4 minute read 17 May 2018
man woman looking touch screen display data

How companies can keep the human touch in the digital age


Alison Kay

EY Global Accounts Committee Chair

Working across EY's largest accounts. Advocate for a diverse workforce. Accomplished pianist. Loves to sail.

4 minute read 17 May 2018
Related topics Digital Workforce AI

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In the transformative age, businesses need to decide: what do we keep human, and what do we digitize?

Spare a thought for William Lee, who invented a knitting machine for stockings in 1589 that was turned down by Queen Elizabeth I. The British queen refused a patent in deference to her “poor subjects” who would be put out of work and “brought to ruin”.

Needless to say, progress was not halted. Lee simply crossed the Channel and had better luck with Henry IV. Years later, his and other inventions, such as the spinning jenny, mechanized looms and sewing machines, revolutionized the textiles industry.

Today we are facing another round of widespread technological disruption. The genie of intelligent automation is out of the bottle: it powers ride-sharing apps and driverless cars, and recommends what books and movies we might enjoy. This brings new challenges. Businesses need to decide: what do we keep human, and what do we digitize? 

Automation has moved from the physical to the mental. Neural networks and machine learning mean that computers are discovering knowledge for themselves. In essence, we feed them bucket loads of data and they teach themselves (and us) what it means.

Does this mean automation will replace people? I don't think so. It's unlikely that whole occupations will be lost. Instead, tasks within jobs will be automated and most jobs will be redefined.

The workforce is changing:

For example, at EY, we worked in partnership with RPA vendor Blue Prism to develop software bots to work alongside our people in human resources (HR), travel and accounting. We expect these 700 software bots to save us 2.1 million hours this fiscal year, just one example of how humans and machines are working together.

While understanding what technology can do is a must, so too is understanding human intelligence. Our intelligence combines both cognitive and sensory abilities, something that AI – despite its speed and computational power – still struggles with.

There are attributes that are uniquely human, and roles that depend on these qualities will continue to need people to carry them out. One of these attributes is ingenuity, the ability to use things in new ways. When is the last time a robot surprised you? That's not what they're designed to do. But people surprise us all the time. We invent things, put seemingly incompatible ideas together and create something entirely new.

Empathy is another. Think about the difference a good doctor can make to your health. Or how your favorite teacher made you feel. Or the last time someone in customer service made you smile. People do that. Machines can't.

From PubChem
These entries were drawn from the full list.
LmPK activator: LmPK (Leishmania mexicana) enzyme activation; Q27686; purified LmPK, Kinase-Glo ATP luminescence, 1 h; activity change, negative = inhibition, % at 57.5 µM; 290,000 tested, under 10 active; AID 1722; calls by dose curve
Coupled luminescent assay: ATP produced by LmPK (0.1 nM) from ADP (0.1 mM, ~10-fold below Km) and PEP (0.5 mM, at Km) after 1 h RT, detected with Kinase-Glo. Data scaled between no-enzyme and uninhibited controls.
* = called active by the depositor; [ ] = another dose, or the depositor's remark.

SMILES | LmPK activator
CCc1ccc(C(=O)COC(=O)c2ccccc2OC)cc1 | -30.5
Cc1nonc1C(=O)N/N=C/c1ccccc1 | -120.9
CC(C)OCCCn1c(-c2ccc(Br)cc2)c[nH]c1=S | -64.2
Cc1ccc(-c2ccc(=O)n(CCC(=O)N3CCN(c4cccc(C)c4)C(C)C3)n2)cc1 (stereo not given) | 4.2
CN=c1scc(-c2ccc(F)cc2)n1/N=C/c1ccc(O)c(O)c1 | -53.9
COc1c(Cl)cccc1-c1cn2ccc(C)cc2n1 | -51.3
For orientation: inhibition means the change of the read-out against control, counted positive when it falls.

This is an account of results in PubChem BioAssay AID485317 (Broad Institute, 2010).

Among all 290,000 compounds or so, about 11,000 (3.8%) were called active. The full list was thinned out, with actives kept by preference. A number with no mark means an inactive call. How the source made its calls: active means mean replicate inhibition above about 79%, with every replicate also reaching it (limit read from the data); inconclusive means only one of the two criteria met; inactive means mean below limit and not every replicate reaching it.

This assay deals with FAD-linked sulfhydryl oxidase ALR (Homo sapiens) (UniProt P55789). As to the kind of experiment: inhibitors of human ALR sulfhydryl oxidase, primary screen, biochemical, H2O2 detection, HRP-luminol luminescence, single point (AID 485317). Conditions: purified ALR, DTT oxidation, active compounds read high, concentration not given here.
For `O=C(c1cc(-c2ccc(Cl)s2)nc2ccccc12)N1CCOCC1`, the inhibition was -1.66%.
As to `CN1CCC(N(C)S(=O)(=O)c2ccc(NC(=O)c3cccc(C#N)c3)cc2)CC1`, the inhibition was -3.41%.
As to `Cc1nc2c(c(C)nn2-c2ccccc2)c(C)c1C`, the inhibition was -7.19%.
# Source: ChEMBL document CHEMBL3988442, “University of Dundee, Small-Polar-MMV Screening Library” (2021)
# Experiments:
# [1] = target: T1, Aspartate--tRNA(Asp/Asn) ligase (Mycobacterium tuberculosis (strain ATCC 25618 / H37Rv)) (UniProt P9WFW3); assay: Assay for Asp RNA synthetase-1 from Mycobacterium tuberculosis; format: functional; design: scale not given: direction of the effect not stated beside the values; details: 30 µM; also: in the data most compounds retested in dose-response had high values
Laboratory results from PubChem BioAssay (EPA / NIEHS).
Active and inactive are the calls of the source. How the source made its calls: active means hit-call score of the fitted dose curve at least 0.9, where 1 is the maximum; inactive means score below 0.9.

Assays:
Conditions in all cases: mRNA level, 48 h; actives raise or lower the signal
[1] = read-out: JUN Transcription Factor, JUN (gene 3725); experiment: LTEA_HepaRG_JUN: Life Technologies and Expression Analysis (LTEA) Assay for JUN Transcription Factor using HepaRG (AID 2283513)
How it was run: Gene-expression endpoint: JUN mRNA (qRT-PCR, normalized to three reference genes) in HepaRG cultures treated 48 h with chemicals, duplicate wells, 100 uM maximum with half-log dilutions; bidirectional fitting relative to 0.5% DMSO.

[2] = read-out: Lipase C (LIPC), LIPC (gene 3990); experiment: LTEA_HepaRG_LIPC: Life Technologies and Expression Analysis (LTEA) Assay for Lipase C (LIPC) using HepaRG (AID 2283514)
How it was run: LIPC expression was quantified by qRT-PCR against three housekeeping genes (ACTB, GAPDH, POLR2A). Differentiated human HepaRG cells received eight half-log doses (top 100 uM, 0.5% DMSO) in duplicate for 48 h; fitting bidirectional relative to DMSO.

Then there's judgment. Computers can do what is logical, but sometimes that doesn't deliver the right answer. Should a bereaved person be held to strict payment terms on a loan? Should autistic children who don't like being touched be punished for striking out when they are touched? Humans are able to take into account extenuating circumstances.

Together these skills enable us to be good at creative problem solving and thinking “outside the box”, to be good at teamwork and inspiring people. The value of these skills can only increase as AI matures.

What can companies do?

More than ever, people want to find human connections and a sense of purpose at work. We need to coach our people so they know what to expect, equip them with the skills they need, and use technology to support our vision of the future that we want.

At EY, we have a system called EY Badges, which give our people digital credentials in skills that differentiate them, such as data visualization, AI, data transformation and information strategy. We also invest heavily in developing our people's communication and teaming skills.

Managing the impact of technology on our people's daily lives is also important. If you're dealing with work emails and texts out of hours and on weekends, when do you disconnect? It's becoming clear that our “always on” culture is taking a toll on our health and well-being. In 2017, France banned after-hours emails from employers. New York City is considering similar legislation. While I personally doubt that legislation is the answer, we do need to acknowledge the importance of “turning off” and pursuing other interests in our free time.

AI and robotics are here to stay, but so is this truth: organizations are ultimately a collective of people, working and making decisions together.

Leaders, innovators, all of us need to think about how we can use the best of technology to bring out the best in people. And businesses need to invest in people's uniquely human attributes, to ensure them a meaningful future.

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Robotics and AI are here to stay: leaders need to think about how we can use the best of technology to realise human potential and to invest in people's uniquely human attributes.

About this article


Alison Kay

EY Global Accounts Committee Chair

Working across EY's largest accounts. Advocate for a diverse workforce. Accomplished pianist. Loves to sail.

Related topics Digital Workforce AI